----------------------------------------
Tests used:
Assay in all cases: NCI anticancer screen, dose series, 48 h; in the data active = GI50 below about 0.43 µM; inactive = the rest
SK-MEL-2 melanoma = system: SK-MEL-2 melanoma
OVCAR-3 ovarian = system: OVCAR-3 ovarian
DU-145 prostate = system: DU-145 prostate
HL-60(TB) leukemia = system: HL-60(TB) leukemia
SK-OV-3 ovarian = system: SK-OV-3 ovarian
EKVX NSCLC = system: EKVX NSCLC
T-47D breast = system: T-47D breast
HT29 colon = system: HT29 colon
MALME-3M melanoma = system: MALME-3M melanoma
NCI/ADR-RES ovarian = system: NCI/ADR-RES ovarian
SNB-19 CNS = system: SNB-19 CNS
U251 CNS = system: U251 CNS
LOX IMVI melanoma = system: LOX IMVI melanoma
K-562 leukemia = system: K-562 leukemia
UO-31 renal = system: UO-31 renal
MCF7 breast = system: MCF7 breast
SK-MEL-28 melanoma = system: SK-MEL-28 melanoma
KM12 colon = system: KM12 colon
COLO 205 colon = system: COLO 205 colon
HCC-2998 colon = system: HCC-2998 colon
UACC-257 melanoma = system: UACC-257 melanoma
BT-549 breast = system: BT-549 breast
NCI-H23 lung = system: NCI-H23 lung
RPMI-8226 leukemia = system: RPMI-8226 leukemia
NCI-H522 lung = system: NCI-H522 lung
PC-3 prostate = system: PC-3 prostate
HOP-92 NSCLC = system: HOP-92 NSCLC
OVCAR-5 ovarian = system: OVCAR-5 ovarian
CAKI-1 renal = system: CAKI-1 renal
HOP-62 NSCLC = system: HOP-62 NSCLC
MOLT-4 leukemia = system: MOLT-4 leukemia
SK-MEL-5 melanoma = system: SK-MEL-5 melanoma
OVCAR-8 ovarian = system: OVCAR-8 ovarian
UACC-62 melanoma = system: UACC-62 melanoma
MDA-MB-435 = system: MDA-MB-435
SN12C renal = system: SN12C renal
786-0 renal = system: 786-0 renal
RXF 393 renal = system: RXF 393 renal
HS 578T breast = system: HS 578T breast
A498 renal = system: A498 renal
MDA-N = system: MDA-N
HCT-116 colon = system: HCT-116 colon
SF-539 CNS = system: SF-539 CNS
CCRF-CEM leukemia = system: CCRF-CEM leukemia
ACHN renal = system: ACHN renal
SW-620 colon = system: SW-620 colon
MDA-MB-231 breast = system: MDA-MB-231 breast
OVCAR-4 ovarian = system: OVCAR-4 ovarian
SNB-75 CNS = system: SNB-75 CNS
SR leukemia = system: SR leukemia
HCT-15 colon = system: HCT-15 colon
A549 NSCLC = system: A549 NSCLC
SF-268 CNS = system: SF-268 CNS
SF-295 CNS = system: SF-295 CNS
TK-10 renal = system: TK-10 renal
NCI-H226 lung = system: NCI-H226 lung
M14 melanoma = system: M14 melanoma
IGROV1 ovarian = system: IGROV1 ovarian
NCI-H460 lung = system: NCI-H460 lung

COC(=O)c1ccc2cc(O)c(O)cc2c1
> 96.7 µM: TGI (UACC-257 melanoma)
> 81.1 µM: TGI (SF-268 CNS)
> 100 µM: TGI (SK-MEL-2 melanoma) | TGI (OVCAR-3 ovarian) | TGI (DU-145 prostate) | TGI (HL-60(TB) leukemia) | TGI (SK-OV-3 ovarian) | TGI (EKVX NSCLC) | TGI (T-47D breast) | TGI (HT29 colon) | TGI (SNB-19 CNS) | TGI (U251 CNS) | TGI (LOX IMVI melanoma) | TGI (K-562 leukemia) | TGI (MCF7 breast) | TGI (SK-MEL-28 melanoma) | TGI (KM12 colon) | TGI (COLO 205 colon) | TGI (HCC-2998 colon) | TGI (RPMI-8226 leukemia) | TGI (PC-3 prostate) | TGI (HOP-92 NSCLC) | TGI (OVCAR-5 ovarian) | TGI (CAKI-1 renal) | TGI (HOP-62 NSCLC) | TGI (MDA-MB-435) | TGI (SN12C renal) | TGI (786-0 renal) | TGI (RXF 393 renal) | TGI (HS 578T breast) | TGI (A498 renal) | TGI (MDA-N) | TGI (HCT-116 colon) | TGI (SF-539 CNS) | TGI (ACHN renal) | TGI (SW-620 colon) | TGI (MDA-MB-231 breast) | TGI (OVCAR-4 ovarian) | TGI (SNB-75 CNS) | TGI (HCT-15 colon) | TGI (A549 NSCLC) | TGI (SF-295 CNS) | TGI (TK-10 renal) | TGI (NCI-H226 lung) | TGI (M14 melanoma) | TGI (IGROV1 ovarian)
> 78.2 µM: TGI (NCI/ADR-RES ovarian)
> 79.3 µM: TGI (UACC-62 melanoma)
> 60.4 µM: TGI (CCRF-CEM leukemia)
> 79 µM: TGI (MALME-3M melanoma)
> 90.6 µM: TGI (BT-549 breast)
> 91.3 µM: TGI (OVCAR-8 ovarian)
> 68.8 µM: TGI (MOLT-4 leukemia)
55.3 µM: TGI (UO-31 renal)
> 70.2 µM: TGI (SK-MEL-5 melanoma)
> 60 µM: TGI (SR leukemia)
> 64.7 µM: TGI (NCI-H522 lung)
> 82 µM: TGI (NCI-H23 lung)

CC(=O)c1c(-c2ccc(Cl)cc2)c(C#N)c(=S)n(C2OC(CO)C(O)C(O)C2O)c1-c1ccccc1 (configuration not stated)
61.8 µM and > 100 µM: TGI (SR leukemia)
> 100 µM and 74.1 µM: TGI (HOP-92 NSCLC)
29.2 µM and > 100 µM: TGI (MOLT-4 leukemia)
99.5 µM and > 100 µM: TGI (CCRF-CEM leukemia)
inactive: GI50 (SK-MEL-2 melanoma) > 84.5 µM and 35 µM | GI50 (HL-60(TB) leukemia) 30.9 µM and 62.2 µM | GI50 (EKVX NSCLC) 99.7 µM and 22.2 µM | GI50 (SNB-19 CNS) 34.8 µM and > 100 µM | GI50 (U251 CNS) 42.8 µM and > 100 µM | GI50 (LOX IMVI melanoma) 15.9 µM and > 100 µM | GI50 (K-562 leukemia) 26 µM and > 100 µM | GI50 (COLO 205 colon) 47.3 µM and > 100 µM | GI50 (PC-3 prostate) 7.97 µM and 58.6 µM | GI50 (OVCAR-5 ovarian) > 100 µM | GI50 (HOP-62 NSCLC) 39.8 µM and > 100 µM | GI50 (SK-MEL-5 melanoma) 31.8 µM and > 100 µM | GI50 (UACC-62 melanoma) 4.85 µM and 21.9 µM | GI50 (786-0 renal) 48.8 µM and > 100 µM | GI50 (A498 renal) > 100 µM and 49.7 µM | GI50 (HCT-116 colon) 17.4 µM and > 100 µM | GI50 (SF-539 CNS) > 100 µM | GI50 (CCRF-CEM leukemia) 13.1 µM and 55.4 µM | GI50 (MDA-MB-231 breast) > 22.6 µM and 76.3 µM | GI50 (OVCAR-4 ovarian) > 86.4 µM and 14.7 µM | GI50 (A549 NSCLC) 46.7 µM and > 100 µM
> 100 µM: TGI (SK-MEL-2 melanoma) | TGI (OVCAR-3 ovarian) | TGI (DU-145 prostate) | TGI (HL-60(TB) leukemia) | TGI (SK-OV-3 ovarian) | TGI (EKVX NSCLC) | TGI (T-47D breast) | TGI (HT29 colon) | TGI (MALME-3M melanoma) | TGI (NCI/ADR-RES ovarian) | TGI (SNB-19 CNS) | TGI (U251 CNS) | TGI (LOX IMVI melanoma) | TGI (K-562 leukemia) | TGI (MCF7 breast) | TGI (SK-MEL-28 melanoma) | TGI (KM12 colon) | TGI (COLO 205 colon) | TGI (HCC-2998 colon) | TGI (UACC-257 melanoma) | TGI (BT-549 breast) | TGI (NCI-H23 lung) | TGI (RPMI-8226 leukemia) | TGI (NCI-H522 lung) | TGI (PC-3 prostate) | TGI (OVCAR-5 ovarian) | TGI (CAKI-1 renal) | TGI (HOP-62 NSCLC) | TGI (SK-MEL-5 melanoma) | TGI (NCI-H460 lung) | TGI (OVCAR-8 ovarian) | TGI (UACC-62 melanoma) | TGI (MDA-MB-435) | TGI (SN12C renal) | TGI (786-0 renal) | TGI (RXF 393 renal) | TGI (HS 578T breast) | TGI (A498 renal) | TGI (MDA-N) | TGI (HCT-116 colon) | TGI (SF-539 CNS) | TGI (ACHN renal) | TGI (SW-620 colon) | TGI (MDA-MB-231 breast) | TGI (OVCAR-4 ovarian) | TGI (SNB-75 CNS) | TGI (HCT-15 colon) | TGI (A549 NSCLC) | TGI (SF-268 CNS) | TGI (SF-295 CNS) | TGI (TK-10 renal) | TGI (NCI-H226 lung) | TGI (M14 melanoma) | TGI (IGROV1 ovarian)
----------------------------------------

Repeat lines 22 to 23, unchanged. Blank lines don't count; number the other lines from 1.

HCC-2998 colon = system: HCC-2998 colon
UACC-257 melanoma = system: UACC-257 melanoma